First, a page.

If it turns out you DO have to chase down the original direct quotations for legal or reputational reasons, then (a) try and see if the publisher will be understanding and agree to pay you an hourly rate for the research; (b) beef up your research skills, especially with internet resources (there are a few very useful webinars here in Proz about how to do better internet searches); (c) or hire someone to do the research for you while you concentrate on the translation. But if you're not getting paid enough to do the last option and you can't renegotiate payment for research, then you may just have to chalk this up to experience. You'll know next time what to look for when asked to translate something similar and you'll write a contract that covers such issues.

Good luck and let us know what you worked out.


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neilmac  Identity Verified
Spain
Local time: 07:31
Spanish to English
+ ...
Just do it Nov 21, 2017

According to the saying, "the customer is always right" - and yours has told you that they will be happy with however you choose to render it, so my advice is to stop worrying and get on with the job. If you have confidence in your abilities as a translator, there should be no problem.

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Lindsay Spratt  Identity Verified
Spain
Local time: 07:31
Member (2011)
Portuguese to English
+ ...
agree with neilmac Nov 21, 2017

I've been in the same position working from Spanish to English and came across lots of quotes attributed to English speakers that I couldn't even track down in the original. Quite frustrating! But if you have raised the concern with the client and they've confirmed they'll accept your translation, then I would just do as asked. But I understand your discomfort, I felt the same.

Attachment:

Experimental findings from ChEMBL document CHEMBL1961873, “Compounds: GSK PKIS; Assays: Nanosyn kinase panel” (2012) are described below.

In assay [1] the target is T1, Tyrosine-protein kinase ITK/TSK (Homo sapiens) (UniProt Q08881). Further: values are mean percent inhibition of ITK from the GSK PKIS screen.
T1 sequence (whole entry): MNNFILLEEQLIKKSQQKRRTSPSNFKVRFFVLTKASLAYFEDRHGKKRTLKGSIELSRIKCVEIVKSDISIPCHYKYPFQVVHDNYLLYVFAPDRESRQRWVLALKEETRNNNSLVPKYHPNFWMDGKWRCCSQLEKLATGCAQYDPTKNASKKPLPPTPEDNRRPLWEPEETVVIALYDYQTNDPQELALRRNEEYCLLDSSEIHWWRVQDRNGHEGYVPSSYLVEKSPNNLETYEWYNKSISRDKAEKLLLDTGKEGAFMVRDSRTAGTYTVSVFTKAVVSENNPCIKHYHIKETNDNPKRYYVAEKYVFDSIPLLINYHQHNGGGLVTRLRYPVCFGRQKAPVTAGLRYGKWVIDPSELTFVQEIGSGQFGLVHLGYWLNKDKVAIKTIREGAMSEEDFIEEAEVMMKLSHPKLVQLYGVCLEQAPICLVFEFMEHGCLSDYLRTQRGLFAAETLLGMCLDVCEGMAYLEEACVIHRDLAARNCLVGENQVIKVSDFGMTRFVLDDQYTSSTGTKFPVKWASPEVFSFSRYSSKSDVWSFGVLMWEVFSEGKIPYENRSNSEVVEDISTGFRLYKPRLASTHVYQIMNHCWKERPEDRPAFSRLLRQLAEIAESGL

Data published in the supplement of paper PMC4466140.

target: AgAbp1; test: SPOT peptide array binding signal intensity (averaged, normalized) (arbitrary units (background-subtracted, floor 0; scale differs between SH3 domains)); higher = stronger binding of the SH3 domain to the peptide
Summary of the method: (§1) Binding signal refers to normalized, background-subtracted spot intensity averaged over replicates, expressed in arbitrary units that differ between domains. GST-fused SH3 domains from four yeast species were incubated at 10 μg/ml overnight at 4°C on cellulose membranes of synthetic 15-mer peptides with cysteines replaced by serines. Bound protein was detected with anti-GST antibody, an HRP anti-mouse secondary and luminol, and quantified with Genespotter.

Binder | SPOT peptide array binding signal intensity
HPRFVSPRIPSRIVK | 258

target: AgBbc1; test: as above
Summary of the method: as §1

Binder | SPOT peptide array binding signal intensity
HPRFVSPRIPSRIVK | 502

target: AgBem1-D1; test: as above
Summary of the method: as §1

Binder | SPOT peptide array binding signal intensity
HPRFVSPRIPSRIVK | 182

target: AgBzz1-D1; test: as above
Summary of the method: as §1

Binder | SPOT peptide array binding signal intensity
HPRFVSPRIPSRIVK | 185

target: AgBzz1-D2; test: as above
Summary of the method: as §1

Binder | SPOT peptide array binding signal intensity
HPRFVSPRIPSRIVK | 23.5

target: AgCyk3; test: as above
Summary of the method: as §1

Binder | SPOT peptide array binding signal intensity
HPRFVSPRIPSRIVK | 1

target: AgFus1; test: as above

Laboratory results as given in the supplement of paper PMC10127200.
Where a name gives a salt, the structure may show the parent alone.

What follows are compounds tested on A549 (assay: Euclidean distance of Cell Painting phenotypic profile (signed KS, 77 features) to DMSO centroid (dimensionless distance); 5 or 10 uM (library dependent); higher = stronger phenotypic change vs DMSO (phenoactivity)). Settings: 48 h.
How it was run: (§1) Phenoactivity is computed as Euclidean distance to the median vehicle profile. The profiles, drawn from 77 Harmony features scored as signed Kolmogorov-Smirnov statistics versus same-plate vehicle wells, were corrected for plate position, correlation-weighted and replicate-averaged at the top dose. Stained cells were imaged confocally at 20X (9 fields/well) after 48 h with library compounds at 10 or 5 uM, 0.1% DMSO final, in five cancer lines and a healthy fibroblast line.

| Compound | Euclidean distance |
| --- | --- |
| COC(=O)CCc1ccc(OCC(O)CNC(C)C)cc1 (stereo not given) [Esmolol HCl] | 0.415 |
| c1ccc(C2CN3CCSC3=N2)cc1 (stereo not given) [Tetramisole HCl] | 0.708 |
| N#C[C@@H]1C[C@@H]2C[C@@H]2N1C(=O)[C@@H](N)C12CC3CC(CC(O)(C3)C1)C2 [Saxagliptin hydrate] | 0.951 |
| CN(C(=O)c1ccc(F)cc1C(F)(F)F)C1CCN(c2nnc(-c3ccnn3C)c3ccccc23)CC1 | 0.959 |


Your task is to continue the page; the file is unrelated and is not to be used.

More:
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Kay Denney  Identity Verified
France
Local time: 07:31
Member (Apr 2018)
French to English
translator's note Nov 21, 2017

You could always add a note to specify whether it is the original quote or not.
Is your contact the author of the text? Because the actual author presumably knows where they got their quotes from and could perhaps help you trace or even supply you with the originals.


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Michael Wetzel  Identity Verified
Germany
Local time: 07:31
German to English
How is this typically handled? Nov 21, 2017

If this is a non-fiction book project, you really can't go around misquoting people. I would try very hard to make my client understand and accept that. If it's fiction or a much more informal context, then it may not be a big deal and I might be more prepared to defer to my partner's (possibly misguided) judgement.

Your description makes it sound like you are being paid full price for the quotations, so I would invest a significant amount of time in finding anything that can be found with reasonable effort. Spurious quotations are not rare and some comments, etc. may only ever have been published in translated form (= original statement in English, but only ever published in French). Some quotations also simply cannot be found without investing a clearly disproportionate amount of time.